By Libba Galloway, Stetson University
Participation by transgender athletes has been a hot-button issue in recent years, and this past year was no exception. The success of trans athlete Lia Thomas in NCAA women’s swimming heightened concerns about competitive equity and has contributed to a multitude of legal and policy developments as to participation by transgender women in women’s sports.
In 2022, many states passed laws prohibiting trans women from participating in women’s sports; similar proposals failed in some states; and similar legislation is pending in other states. Federal and state courts entertained lawsuits challenging state laws banning trans women from participating in women’s sports, as well as challenges to policies permitting trans women to participate in women’s sports. From a policy standpoint, prominent sports organizations changed their rules as to participation by trans women in women’s sports, in very different ways. And amidst these varying responses as to whether trans women may participate in women’s sports, the most significant questions of law have remained unanswered.
Prior to 2020, no state statutes expressly addressed whether trans women could participate in women’s sports. This started changing in 2020, with Idaho’s adoption of a statute banning trans women from participating in women’s sports. Since then, it seems you need a scorecard to tell where trans women may and may not compete – and even then, the scorecard better be written in pencil, not ink.
The year 2022 saw legislation prohibiting trans women from participating in women’s sports adopted in nine states – Arizona, Indiana, Iowa, Kentucky, Louisiana, Oklahoma, South Carolina, South Dakota, and Utah. When added to the states that passed similar legislation in 2020 and 2021 (Alabama, Arkansas, Florida, Idaho, Mississippi, Montana, Tennessee, Texas, and West Virginia), the total number of state statutes banning trans women from participating in women’s sports has grown to 18.
But several of these statutes encountered legal challenges in 2022 that have at least temporarily rendered them ineffective. In Roe v. Utah High School Activities Association, a Utah state court granted the plaintiff’s request for a preliminary injunction against enforcement of Utah’s statute on the grounds that it violates equality guarantees of the Utah Constitution. In A.M. v. Indianapolis Public Schools, the U.S. District Court granted the plaintiff’s request for a preliminary injunction against enforcement of Indiana’s statute on the grounds that it violates Title IX. Additionally, in Barrett v. Montana, a state court held that Montana’s ban on participation by trans women in women’s sports in higher education violates the Montana Constitution, but the court declined to apply that holding to K-12.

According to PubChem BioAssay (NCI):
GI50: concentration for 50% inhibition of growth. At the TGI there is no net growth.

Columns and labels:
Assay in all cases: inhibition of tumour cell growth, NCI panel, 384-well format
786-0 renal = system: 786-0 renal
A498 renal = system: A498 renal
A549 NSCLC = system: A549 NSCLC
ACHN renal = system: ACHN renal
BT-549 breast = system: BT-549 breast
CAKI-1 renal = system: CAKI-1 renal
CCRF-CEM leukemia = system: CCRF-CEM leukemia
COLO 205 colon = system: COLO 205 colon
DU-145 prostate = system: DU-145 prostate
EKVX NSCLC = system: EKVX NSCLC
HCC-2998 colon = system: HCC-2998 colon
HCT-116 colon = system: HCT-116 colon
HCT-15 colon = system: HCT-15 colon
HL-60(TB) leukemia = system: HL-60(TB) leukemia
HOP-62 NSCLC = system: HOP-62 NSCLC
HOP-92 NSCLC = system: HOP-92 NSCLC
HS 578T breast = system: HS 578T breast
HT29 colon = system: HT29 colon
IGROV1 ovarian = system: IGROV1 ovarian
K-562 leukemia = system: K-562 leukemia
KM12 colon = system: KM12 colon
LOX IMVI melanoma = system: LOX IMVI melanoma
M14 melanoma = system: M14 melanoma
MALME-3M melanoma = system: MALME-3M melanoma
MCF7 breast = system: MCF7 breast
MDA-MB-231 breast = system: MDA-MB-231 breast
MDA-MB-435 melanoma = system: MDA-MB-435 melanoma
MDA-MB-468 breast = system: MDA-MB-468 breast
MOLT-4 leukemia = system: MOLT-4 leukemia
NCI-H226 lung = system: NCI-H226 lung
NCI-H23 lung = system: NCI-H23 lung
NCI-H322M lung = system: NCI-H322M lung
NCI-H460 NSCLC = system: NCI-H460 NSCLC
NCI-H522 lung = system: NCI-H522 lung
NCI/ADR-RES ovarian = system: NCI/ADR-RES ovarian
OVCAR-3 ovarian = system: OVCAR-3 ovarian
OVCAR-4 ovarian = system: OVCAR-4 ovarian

As to other states, bills proposing bans on trans women participating in women’s sports failed in six states – Kansas, Maryland, Missouri, New Hampshire, Pennsylvania, and Wyoming. Similar legislation is pending in a number of other states.
Olympic Sports: In November of 2021, the International Olympic Committee (IOC) issued a framework for participation of transgender athletes that shifts the focus from individual testosterone levels to a sport-by-sport approach. Throughout 2022, national and international governing bodies have been scrambling to update their policies. The following list of organizations which changed their policies in 2022 shows just how much the policies vary:
- World Aquatics (formerly FINA), the international governing body of swimming, diving, and water polo, now prohibits trans women who transitioned after age 11 from competing in women’s events.
- US Rowing now allows athletes to compete in accordance with their gender identity, but will default to international rules for collegiate rowing and international competitions.
- World Triathlon now requires trans athletes to have a testosterone concentration less than 2.5 nanomoles per litre for at least two years in order to compete as women. Also, at least 48 months must have passed since the athlete has competed as a male in any sport.
NCAA: Since 2011, the NCAA has allowed trans women to compete in intercollegiate sports after one year of testosterone suppression therapy. In January of 2022, the NCAA updated its policy to align with the framework established by the IOC by requiring transgender student-athlete participation in each sport to be governed in accordance with the policy set by the national governing body of that particular sport. The policy includes phase-in provisions, and will be fully implemented in the 2023-2024 academic year.
The Leading Cases
Proponents of broad participation by trans athletes, as well as those who favor limitations on the ability of trans athletes to compete, are keeping a close eye on two federal lawsuits filed in 2020. The year 2022 saw developments in each of these cases, although not to the complete satisfaction of either side of the debate.